When Will We Ever Learn?

Ronald Enzweiler (Guest Author)

What America’s National Security State Got Wrong in Its Wars of Choice and How to Deconstruct the War State

I’m a Washington outsider/non-careerist who worked seven years as a civilian advisor in our country’s Wars of Choice in Iraq and Afghanistan.  Earlier in my life, I served in and worked for the military-industrial complex.  I have lived, worked and traveled throughout Europe and the Greater Middle East.  Given this background, I’ve written a book (Will We Ever Learn?) recounting from personal knowledge how our nation’s interventionist foreign policy and military adventurism has transformed the military-industrial complex that President Eisenhower warned us about in 1961 into today’s unimaginable $1.25 trillion/year national security establishment.  This enterprise operates as a de facto shadow government apart from our representative democracy.  It perpetuates a bipartisan war culture driven by defense industry lobbyists and special interests.  Our burgeoning multi-agency “War State” is the primary reason for Congress’ $1-trillion-plus/year budget deficits and our country’s $22 trillion in national debt.

As I document in my book, $7.5 trillion of the $12 trillion increase in our national debt since 9/11 is attributable to increases in defense spending mainly related to the War on Terror.  I can attest that the trillions spent on these idiotic wars was a waste of taxpayers’ money.  Much worse, they created over 6,000 Gold Star parents and tens of thousands of maimed and PTSD-stricken brave patriots.  Yet, overspending on our military goes on – even as War on Terror proponents admit Americans are less safe today.  Most political leaders responsible for our recent wars and their funding – and the pundits who advocated for them – are still around as esteemed figures in Washington.   No four-star generals – company men one and all — were held accountable for the DoD’s egregious mistakes in warfighting strategy and tactics that I document in my book.

The swamp creatures who rule over Washington’s war culture know they must maintain our War State as an expanding $1.25 trillion/year enterprise (including what I estimate to be $250 billion/year for nuclear-war deterrence) to stay in power – regardless of how much national debt they run up and how many Gold Star parents, maimed soldiers, and PTSD cases result from their military adventurism.  Congressional leadership supports the War State because both parties receive massive campaign funding to maintain the status quo from corporate lobbyists and big donors. This insiders’ money game is not the America my Uncle Norb – who I never knew because he was killed storming the beach at Eniwetok Atoll as a 19-year-old Marine in 1944 – died fighting to preserve as member of our nation’s greatest generation.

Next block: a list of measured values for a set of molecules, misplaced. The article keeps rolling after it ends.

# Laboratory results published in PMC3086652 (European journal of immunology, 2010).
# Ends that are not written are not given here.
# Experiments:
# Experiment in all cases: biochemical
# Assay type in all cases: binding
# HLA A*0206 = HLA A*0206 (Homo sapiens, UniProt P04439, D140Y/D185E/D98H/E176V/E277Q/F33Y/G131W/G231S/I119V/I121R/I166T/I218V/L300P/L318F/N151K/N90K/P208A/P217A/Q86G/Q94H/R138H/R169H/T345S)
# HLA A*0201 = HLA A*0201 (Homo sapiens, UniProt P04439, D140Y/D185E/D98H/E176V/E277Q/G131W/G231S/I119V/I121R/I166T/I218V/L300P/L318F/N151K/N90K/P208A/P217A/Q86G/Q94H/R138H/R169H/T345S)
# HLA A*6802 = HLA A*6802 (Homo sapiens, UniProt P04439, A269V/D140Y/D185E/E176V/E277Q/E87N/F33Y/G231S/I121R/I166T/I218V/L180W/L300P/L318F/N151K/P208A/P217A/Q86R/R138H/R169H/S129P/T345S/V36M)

In my book (and this essay), I identify specific changes in  foreign and military policy and $500 billion/year in defense spending cuts which, if made, would make America and the world safer.  These sensible and practical actions recognize the instability and trepidation that Washington’s bullying and war culture are causing around the world.

My remedies include restricting the development and proliferation of conventional weapons and eliminating all nuclear weapons from the world under a United Nations Treaty ratified in 2017 by 123 countries.  This U.N. initiative followed a 2007 Wall Street Journal commentary titled “A World Free of Nuclear Weapons,” by Henry Kissinger, George Shultz, William Perry and Sam Nunn — hardly naïve isolationists.  President Obama also persuasively advocated for a no-nuke world in a speech he gave in Prague in 2009.  Under my plan to scale-back U.S. militarism, our country would still spend twice as much on national security as our two presumed military adversaries combined: Russia with its crumbling economy and China with its growing dissident problems.  If our national security state officials can’t keep America safe with a 2:1 spending advantage over these two troubled countries, they all should be fired.

Senator Bernie Sanders is the only 2020 presidential candidate who has pledged to take on the military-industry complex and cut defense spending.  But in a Vox interview, Sanders admitted that, given the power the national security state’s shadow government exerts over Congress, defense spending cuts are a nonstarter the way Congress now works — no matter who is president.